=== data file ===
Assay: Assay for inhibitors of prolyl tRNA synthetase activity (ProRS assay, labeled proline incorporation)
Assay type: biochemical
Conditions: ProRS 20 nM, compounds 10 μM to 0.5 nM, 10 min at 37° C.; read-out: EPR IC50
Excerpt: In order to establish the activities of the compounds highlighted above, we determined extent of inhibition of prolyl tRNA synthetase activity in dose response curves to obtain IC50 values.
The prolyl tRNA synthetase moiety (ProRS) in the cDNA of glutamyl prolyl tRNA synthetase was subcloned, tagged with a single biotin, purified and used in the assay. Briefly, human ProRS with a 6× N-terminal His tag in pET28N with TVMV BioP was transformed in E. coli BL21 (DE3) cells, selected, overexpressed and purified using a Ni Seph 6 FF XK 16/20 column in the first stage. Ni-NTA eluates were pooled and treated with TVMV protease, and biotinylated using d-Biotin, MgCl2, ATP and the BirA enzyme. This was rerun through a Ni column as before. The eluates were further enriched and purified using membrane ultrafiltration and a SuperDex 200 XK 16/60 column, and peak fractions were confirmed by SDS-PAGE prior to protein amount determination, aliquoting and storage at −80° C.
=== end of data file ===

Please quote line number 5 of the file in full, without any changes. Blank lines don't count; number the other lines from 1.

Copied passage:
The prolyl tRNA synthetase moiety (ProRS) in the cDNA of glutamyl prolyl tRNA synthetase was subcloned, tagged with a single biotin, purified and used in the assay. Briefly, human ProRS with a 6× N-terminal His tag in pET28N with TVMV BioP was transformed in E. coli BL21 (DE3) cells, selected, overexpressed and purified using a Ni Seph 6 FF XK 16/20 column in the first stage. Ni-NTA eluates were pooled and treated with TVMV protease, and biotinylated using d-Biotin, MgCl2, ATP and the BirA enzyme. This was rerun through a Ni column as before. The eluates were further enriched and purified using membrane ultrafiltration and a SuperDex 200 XK 16/60 column, and peak fractions were confirmed by SDS-PAGE prior to protein amount determination, aliquoting and storage at −80° C.